Architecting a New Website

When going through the redesign process, every single page is examined to determine its role and where it fits in the navigation, or the site’s architecture. Figuring out what and where pages exist is an important part of determining how your new website will both look and function. 

Let’s explore this more. 

What’s Website Architecture? 

Think of your website architecture like a road map with a starting point, end points, and various stops along the way, all connected by roads and pathways that can help you get to where you want to go. 

In a technical sense, your site architecture is the structure of your web pages. It is how your pages are organized and how your content is delivered across your website. It includes the hierarchy of pages as well as any technical considerations that can make it easy for both users and search engines to access the various parts of your website. 

Best Practices in Architecture

There are many resources that deep dive into this topic, but in general, good site architecture: 

  • Uses easy-to-understand URLs: the URLs or addresses you use for your pages should be easily identifiable. It’s best to avoid long or complicated page names with random letters and numbers, capitalization, or complicated naming conventions. 
  • Logical hierarchy: the pages on your website should be organized into logical categories and subcategories (i.e. folders)
  • Considers user experience: the links that exist within web pages help users (and search engines!) navigate throughout the website and find information. It’s important for links to be relevant and purposeful. Additionally, whenever a user lands on a web page, it’s critical that the experience is a good one. That means reduced page load times, pages that look and function at their best on mobile devices, and have clear pathways for users to find what they need or take action.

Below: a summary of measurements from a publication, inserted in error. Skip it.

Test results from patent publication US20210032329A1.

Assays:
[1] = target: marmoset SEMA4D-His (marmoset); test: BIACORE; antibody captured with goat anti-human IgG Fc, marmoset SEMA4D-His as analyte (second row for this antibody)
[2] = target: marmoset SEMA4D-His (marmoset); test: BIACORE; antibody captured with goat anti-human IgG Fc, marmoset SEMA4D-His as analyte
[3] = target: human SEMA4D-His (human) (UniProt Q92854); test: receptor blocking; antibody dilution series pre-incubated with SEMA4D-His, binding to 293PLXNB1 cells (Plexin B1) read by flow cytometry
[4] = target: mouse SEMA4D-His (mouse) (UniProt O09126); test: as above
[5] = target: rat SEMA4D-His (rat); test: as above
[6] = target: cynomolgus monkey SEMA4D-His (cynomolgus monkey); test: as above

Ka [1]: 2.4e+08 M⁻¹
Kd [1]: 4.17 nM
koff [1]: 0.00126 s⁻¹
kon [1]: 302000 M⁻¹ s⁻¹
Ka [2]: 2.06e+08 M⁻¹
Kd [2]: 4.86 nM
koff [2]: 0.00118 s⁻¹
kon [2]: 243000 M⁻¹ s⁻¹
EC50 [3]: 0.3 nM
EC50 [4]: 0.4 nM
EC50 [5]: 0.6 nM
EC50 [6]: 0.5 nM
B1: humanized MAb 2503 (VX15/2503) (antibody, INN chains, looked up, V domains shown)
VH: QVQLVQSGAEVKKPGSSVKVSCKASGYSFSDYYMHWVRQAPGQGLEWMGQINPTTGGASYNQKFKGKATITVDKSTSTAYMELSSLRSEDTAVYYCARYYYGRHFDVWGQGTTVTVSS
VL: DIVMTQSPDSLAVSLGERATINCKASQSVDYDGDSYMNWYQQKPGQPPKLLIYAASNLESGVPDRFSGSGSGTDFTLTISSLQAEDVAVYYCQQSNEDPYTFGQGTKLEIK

Making Our Pages Work For Us

The process of architecting a new website involves reviewing each and every page on Wilkes.edu and determining: 

  • What content can be updated or transformed to better serve users? 
  • What content is no longer being used and can be archived? 
  • What content is duplicated and can be consolidated? 
  • What content can be combined to make it easier for users and search engines to find what they’re looking for? 

This act of archiving, migrating, rewriting, removing, and reworking content is a time consuming process and one that involves multiple team members.

The goal is to create a website that can answer users’ questions and guide them to take actions in as few steps as possible. We’re focused on creating a new version of Wilkes.edu that’s easy to navigate and explore. 

What’s Happening with Our Architecture? 

Currently, our team is in the process of constructing our new site architecture and migrating our existing content from Wilkes.edu so that upon launch, we’ll have a complete site that includes all of our key content in such a way that it’s easy to locate and interact with. 

After the site has gone live and our website needs updates, we’ll continue to consider and prioritize best practices in site architecture to make sure the new Wilkes.edu stays organized and offers a great user experience. 

Questions or comments regarding the redesign may be directed to:

Brittany Terpstra
Associate Director of Web Services
brittany.terpstra@wilkes.edu

Kim Bower-Spence
Executive Director of Marketing
kimberly.bowerspence@wilkes.edu